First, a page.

I think I generally try to be non-judgemental, but I'm afraid I'm about to depart from that behavior temporarily. The reason? Paula Deen, her diabetes, and her response.
Here's a nauseating little morsel: CBS News report on Deen's big reveal.
Turns out, Deen has been diabetic for three years during which time she has continued to encourage Americans to eat some of the worst food on the planet. Of course, she intended her viewers to eat this food "in moderation" (these two words make me see red dear readers)....as SHE herself does!
OK, so Deen may have been among the misguided. Perhaps she really didn't realize that eating a crispy creme burger would contribute to obesity and its deadly handmaidens. Maybe she really believed that her message was a moderate one: just have a little. (A little fried stuffing on a stick, anyone???)
But that explanation is, shall we say, a bit hard to swallow.
I am perfectly content for individuals to decide what they want to eat, as long as they understand what's at risk if they develop conditions like diabetes, hypertension, high cholesterol, and heart disease. If they understand fully, this remains their right and their choice. But most people don't understand, and I feel badly for those who think that a glass of water and a handful of lipitor, diuretics and metformin will reverse the damage caused by eating without thinking.
Deen's choices are a different story. She is not an individual. She's a public spokesman for food. Now that her food choices have made her ill, she should be honest about the cause. I'm particularly angered by Deen's new role as "Diabetes Ambassador". She has made a deal with a diabetes drug manufacturer and is already speaking for diabetes as if she knew something about it. Let's see. What would a drug company want a desginated celebrity to say about diabetes? Oh...I know! "Don't you worry. Our drugs can take care of everything. Just make sure to buy the particular drug we make, and make sure you order often."
Here's Deen on diabetes:
“I’m here today to let the world know that it is not a death sentence,” said the Food Network star, who is now being paid as a spokesperson for Novo Nordisk, the pharmaceutical company that supplies her diabetes medication. Coinciding with her announcement, Deen and her family are appearing in a new ad campaign for the company this month.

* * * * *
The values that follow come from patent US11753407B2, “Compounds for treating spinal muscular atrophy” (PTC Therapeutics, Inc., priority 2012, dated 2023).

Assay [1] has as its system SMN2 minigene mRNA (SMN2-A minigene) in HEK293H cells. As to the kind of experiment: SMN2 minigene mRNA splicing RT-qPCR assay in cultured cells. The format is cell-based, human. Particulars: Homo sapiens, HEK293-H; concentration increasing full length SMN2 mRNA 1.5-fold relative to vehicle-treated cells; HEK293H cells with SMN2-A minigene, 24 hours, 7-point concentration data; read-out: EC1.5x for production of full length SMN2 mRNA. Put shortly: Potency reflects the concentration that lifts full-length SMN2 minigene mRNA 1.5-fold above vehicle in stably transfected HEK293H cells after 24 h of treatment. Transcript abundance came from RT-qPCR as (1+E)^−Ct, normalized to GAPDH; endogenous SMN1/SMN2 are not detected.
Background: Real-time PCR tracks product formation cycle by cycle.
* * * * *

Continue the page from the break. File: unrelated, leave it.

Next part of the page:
The announcement that diabetes is not a death sentence would be news to the families of the tens of thousands of people who have died as a result of this disease. It would also be news to the Centers for Disease Control, whose diabetes web page describes diabetes as follows:
Diabetes Is Common, Disabling, and Deadly
- 25.8 million people in the United States (8.3% of the population) have diabetes. Of these, 7.0 million have undiagnosed diabetes.
- In 2010, about 1.9 million new cases of diabetes were diagnosed in people aged 20 years or older.
- If current trends continue, 1 of 3 U.S. adults will have diabetes by 2050.
- Among adults, diabetes is the leading cause of new cases of blindness, kidney failure, and amputations of feet and legs not related to accidents or injury.
- Diabetes was the seventh leading cause of death listed on U.S. death certificates in 2007.
- A person with diabetes has a shorter life expectancy and about twice the risk of dying on any given day as a person of similar age without diabetes.
Does Ms. Deen know that type two diabetics frequently progress to needing insulin? Does she know that studies have unequivocally shown the importance of dietary change and life habits in controlling this disease? Is she appropriately concerned about her own health and, perhaps more importantly, the health of the vast audience she commands? If not, does she have any business offering herself as a spokesperson? Time will tell, but right now, things don't look good.
According to the Today Show, on which she made her announcement:
When asked about whether she will make a change in how she cooks on her show, “Paula’s Best Dishes,” Deen didn't give a direct answer, instead encouraging viewers to practice moderation.
“Here’s the thing, you know, I’ve always encouraged moderation,” she said. “On my show, you know, I share with you all these yummy, fattening recipes, but I tell people 'in moderation... You can have that little piece of pie ...'"
This does not give me much hope for Ms. Deen as an advocate for the real behaviors and tough lifestyle changes that can truly change the life of a diabetic. But someone will benefit. She'll probably make alot of money for the sponsoring drug company who will be more than happy to perpetuate the lie that pills and shots conquer all, even a deadly and toxic diet.